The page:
Last month, kids across America celebrated Halloween by wearing masks and walking around their communities, hoping to get treats for their great costumes. It’s a tradition almost all of us enjoyed during our childhood. But may I be blunt with you? Another version of this tradition happens everyday on your campus.
I just read a report on a North Carolina college student who went missing this year. When parents and school leaders investigated the campus without finding her, it prompted an eleven-day search, ultimately revealing she had committed suicide. Her body was found hanging from a tree in a wooded area.
As I dug deeper, I discovered that this student, like so many, was the victim of her own worldview. She decided to end her life because she couldn’t imagine attempting to endure the realities, the hardships, and the trauma of life on that campus.
Nobody knew it because she wore a mask.
In the end, she felt alone. She was like thousands of other students who somehow perceive they are going through struggles when everyone is just fine. They all had masks on. Yesterday, I wrote about students who share this life of quiet desperation and choose to end their life. Today, I want to talk about leaders who can guide students into a healthy view of life and reality.
I believe it begins with taking off our masks. Allow me to explain.
Penn Face and Duck Syndrome
Mental health is a growing concern at many universities, prompting task forces to discuss how to handle the disproportionate amount of students who struggle mentally and emotionally. What’s interesting is, students are aware of the façade they must maintain to hide their struggle. Often, they work hard to sustain the appearance of being “together.” To onlookers, their story seems perfect.
TIME magazine recently reported that social media superstar Essena O’Neill, “…announced that despite having more than half a million followers on Instagram, 200,000 on YouTube and Tumblr, and 60,000 on Snapchat, she is quitting social media for good. The 18-year-old Australian was living what seemed like a ‘perfect’ life, but she’s taking a stand against the ideals social media presents.”
There is a term used at the University of Pennsylvania called “Penn Face.” It describes the happy demeanor students feel they need to express, even when it’s fake. It describes students who seem to lead an almost perfect life, creating the illusion that they’re on top of the world. This causes other students to feel stressed, inadequate, and overwhelmed. While this term is unique to Penn, the problem is not. In 2003, Duke released a report explaining how its female students felt pressure to be “effortlessly perfect”: smart, accomplished, fit, beautiful and popular, all without labor. At Stanford, it’s called the “Duck Syndrome.” A duck appears to glide calmly across the water, while beneath the surface it frantically, relentlessly paddles. What a picture this paints of their invisible anguish.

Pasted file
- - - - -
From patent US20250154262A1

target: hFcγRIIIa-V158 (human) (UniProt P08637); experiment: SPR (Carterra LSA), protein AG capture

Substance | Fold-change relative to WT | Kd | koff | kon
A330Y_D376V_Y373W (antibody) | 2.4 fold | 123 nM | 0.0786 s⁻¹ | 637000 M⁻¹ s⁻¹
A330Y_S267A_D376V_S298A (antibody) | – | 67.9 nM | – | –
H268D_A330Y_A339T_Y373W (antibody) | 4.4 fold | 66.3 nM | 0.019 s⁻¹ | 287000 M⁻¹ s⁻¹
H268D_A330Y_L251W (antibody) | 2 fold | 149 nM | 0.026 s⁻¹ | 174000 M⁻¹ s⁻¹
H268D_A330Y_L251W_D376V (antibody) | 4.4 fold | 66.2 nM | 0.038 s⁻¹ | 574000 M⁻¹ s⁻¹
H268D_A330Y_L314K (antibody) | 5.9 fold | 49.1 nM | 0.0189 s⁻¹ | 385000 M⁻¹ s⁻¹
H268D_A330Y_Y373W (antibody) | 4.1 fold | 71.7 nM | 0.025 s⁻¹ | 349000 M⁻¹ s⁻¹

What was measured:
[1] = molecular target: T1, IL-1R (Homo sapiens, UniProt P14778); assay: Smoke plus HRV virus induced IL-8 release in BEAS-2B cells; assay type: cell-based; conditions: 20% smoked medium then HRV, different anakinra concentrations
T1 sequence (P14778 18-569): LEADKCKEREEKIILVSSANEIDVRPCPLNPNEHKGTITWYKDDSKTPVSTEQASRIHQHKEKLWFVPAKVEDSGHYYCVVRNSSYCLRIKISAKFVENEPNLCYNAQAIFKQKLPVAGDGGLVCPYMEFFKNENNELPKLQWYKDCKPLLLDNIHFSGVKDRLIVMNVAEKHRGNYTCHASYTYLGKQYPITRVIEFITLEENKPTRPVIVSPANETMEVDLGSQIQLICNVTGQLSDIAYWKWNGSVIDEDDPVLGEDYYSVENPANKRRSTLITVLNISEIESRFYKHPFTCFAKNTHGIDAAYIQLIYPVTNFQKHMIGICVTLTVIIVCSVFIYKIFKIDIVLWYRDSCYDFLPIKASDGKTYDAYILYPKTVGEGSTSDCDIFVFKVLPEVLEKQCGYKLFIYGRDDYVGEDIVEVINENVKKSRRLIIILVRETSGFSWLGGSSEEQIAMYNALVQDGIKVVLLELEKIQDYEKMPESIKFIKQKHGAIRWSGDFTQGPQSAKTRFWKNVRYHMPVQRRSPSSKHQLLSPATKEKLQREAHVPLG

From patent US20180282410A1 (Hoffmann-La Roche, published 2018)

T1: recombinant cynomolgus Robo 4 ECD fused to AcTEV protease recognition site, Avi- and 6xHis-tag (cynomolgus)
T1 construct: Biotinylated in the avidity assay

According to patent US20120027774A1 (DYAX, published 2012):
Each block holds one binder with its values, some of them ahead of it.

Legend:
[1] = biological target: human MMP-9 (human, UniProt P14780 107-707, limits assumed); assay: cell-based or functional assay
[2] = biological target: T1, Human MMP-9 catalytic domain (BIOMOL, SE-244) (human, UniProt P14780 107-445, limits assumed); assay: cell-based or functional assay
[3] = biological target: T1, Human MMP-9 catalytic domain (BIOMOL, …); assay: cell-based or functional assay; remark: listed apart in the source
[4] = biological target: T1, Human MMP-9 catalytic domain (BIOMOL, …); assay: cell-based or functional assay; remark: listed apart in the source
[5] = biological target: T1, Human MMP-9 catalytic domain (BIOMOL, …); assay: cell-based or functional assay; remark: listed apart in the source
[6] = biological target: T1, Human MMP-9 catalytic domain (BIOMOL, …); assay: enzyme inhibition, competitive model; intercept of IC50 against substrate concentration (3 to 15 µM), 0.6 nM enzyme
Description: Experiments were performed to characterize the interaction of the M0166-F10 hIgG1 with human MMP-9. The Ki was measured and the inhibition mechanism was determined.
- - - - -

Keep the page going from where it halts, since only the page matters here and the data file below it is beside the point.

These terms have one thing in common. Students look fine on the outside, but are in turmoil beneath the surface. It’s a split image: one you can see, and one that’s real.
The Value of Authentic Conversations
As leaders in their lives, we must model what it looks like to embrace hardship, to work, to fail yet be resilient, and most of all, to not hide our struggle. Somewhere along the way, students have gotten the idea that everyone is doing well… except them. That life is grand for all others, and their struggle is strange and unique.
The College Dean’s Advisory Board at Penn actually held a panel to dispel this notion. They wanted to shed light on the fact that everyone on campus, irrespective of their GPA, their leadership position, or however perfect their life may seem on social media, struggle with the same issues.
This may sound like a conclusion from Captain Obvious—but I assure you, today’s students need to be reminded of it for their emotional state. They have reached college age duped into poor thinking because adults haven’t been authentic with them. Parents often fail to level with their “special children” that life can be slow and disappointing for everyone, that the world may toss emotional “grenades” at them in the form of breakups, failing test scores, rejection by friends, car accidents, job dismissals and other situations. And many days, there is no trophy.
This is actually normal. It’s how life is for 95 percent of the world’s population. And in the midst of it all, we can still be fulfilled, even when things don’t go our way.
An Assignment for This Week
While we all say we want to be authentic and transparent about our lives, relatively few leaders are. I’ve said it before, and I will say it again. We live in a society that is artificial, superficial, cosmetic and manufactured. Our students need us to get real with them—about our messy lives and their messy lives. So here’s an assignment:
- Identify an anxious student and find time to meet for coffee and conversation.
- Ask about their week or month. How are things going? Are they struggling?
- Lead the way in transparent disclosure by sharing your own challenges.
- Model what it looks like to remain steady, even when you don’t have answers.
- Discuss the reality of “split image.” (Wearing a façade, hiding what’s real.)
- Talk about the therapeutic benefits of authenticity and accountability.
Encourage them to find a friend, a faculty member, a coach or a colleague with whom they can confide. If possible, offer to be that person for them. Meet for the purpose of honest self-disclosure. Being authentic and holding each other accountable to face life’s hardships can be a lifesaver. I know this firsthand.
From this day onward, lets commit to be authentic leaders for them.
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